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The Minnesota mother whose son was maneuvered through a “sex change” by county officials has asked the U.S. Supreme Court to review her case. She is charging the government with usurping her parental rights when its agents provided her son with transgender services and narcotic drugs against her wishes.

The Thomas More Society petitioned the High Court Wednesday on behalf of Anmarie Calgaro, arguing that Calgaro’s due process rights were “trampled on” when St. Louis County and its referred health providers “ended her parental control over her minor son without a court order of emancipation.”

“It’s a parent’s worst nightmare,” Thomas More Society special counsel Erick Kaardal said. “Anmarie Calgaro’s child, while a minor, was steered through a life-changing, permanent body altering process, becoming a pawn in someone else’s sociopolitical agenda and being influenced by those who have no legal or moral right to usurp the role of a parent.”

Her suit said the state’s entities decided on their own that the then-17-year-old boy was emancipated.

The defendants handled Calgaro’s son as an emancipated minor even though there had been no court action to that effect, the Thomas More statement says. Neither the school district, the county, nor any of the medical agencies named in the lawsuit gave Calgaro any notice or hearing before ending her parental rights over her minor child.

A district judge dismissed Calgaro’s lawsuit in May 2017, admitting that the boy was not legally emancipated by a court order but ruling that Calgaro’s parental rights “remained intact.” The Thomas More Society says the judge decreed that the de facto emancipation of Calgaro’s minor son by the county, school, and medical care providers did not constitute an infringement of constitutionally protected parental rights.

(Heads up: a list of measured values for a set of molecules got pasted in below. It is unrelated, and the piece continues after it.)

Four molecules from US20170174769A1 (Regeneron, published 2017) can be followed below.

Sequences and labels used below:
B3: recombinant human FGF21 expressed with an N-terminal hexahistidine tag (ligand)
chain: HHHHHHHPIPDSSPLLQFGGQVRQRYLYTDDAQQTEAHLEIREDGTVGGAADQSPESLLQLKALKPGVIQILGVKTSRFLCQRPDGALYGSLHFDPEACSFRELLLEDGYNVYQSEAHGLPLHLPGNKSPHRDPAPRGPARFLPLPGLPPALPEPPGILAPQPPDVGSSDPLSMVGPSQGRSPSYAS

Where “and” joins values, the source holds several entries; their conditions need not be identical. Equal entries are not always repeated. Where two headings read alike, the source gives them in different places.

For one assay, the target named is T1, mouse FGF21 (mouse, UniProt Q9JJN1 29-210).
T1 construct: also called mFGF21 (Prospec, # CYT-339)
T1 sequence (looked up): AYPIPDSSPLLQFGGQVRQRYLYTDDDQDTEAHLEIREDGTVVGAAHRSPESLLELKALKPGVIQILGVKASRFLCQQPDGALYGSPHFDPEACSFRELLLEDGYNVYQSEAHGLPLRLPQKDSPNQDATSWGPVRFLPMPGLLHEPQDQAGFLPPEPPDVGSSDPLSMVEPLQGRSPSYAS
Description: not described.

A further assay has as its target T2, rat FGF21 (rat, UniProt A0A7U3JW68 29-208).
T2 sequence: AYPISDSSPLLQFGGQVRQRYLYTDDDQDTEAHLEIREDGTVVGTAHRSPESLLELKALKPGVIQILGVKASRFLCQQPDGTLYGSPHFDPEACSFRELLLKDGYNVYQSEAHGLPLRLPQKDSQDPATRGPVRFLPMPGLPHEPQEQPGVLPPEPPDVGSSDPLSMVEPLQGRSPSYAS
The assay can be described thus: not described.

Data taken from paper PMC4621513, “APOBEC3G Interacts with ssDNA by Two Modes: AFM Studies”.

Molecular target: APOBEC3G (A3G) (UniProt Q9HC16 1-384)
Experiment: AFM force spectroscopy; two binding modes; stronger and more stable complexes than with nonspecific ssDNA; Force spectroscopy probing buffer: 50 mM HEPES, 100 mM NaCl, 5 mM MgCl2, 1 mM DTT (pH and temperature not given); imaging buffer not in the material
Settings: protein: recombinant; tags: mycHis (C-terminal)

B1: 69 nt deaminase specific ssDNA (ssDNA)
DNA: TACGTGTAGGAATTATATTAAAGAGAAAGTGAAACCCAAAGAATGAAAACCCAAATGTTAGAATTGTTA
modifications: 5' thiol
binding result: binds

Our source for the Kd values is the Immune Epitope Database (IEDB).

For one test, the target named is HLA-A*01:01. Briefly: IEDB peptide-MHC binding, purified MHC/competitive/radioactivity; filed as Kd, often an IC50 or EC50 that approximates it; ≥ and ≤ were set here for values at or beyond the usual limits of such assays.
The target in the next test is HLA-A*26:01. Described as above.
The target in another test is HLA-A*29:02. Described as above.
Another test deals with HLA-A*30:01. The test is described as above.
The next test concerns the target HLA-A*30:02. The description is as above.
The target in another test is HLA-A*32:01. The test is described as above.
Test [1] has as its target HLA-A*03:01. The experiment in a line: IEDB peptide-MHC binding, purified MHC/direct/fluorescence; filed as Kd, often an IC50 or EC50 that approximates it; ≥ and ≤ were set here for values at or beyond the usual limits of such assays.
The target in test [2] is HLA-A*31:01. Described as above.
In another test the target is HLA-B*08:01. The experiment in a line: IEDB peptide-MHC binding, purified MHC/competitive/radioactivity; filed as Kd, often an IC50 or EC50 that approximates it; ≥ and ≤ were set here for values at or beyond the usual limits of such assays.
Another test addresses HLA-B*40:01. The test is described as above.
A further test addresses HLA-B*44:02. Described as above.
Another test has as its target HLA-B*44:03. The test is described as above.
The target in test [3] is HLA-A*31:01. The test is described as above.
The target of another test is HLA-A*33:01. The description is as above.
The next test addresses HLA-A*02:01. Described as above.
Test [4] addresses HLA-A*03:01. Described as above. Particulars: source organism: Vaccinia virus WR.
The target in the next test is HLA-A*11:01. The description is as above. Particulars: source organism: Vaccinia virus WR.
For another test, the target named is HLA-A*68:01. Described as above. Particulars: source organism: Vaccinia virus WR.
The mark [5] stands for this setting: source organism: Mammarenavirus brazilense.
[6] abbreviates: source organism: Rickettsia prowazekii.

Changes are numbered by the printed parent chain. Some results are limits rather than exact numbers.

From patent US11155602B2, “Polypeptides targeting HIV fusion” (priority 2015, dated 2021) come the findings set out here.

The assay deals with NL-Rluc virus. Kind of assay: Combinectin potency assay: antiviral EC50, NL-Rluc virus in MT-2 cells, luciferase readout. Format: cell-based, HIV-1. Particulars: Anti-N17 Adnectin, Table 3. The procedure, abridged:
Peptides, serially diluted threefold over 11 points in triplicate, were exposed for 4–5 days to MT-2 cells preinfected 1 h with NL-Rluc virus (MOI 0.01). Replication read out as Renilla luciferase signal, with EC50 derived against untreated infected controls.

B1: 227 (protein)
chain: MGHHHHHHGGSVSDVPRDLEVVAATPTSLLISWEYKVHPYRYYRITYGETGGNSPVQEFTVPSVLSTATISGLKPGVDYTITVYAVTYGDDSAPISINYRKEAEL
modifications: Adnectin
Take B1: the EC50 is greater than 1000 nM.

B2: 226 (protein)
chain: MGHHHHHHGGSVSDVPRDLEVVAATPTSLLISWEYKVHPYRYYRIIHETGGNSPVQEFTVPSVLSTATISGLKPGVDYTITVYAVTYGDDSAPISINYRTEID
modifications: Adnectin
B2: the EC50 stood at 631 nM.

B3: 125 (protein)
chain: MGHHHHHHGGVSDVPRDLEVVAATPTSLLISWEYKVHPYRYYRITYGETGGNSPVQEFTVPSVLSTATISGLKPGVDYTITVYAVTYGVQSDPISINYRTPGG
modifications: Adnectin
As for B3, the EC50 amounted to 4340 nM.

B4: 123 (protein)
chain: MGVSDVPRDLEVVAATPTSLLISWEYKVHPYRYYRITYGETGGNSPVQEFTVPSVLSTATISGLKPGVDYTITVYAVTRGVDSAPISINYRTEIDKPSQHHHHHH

The case was appealed in July 2017 and the district court ruling upheld by the 8th Circuit Court of Appeals in March of this year.

St. Louis County decided without any basis that Calgaro’s son was emancipated and could receive government benefits, even though Calgaro was a “fit parent” who objected to their actions, the legal non-profit’s statement on the Supreme Court filing said.

“Unbelievably, Minnesota statutes authorize a county to deem a minor ‘emancipated’ to receive welfare payments to live on their own and allow medical providers to void parental input if it determines the minor is living apart from the parents and is managing personal financial affairs,” said Kaardal.

Minnesota’s language regarding emancipation is vague, and state law presents no procedural due process rights for “fit parents,” according to Kaardal, even though it does so for those deemed unfit.

“Why wouldn’t we make this same effort for fit parents?” he asked.

Kaardal said he was concerned in particular about the conflict in Minnesota’s legal statutes.

“The U.S. Court of Appeals ignored the major disconnect in the District Court decision where the mother’s parental rights are admitted but not honored, and the ridiculous claims that the agencies which have violated Calgaro’s rights did nothing wrong,” he stated. “The United States Supreme Court now has the opportunity to untangle this incompatible and untenable scenario; so, nationwide fit parents can keep parenting without governmental interference.”

“Under federal law, the right to parent is considered an unenumerated right, protected from governmental interference by the Due Process Clauses of the Fifth and Fourteenth Amendments,” said Kaardal. “The “liberty” of the Due Process Clauses safeguards those substantive rights “so rooted in the traditions and conscience as to be ranked as fundamental.”

The U.S. Supreme Court reconvenes in October.

 

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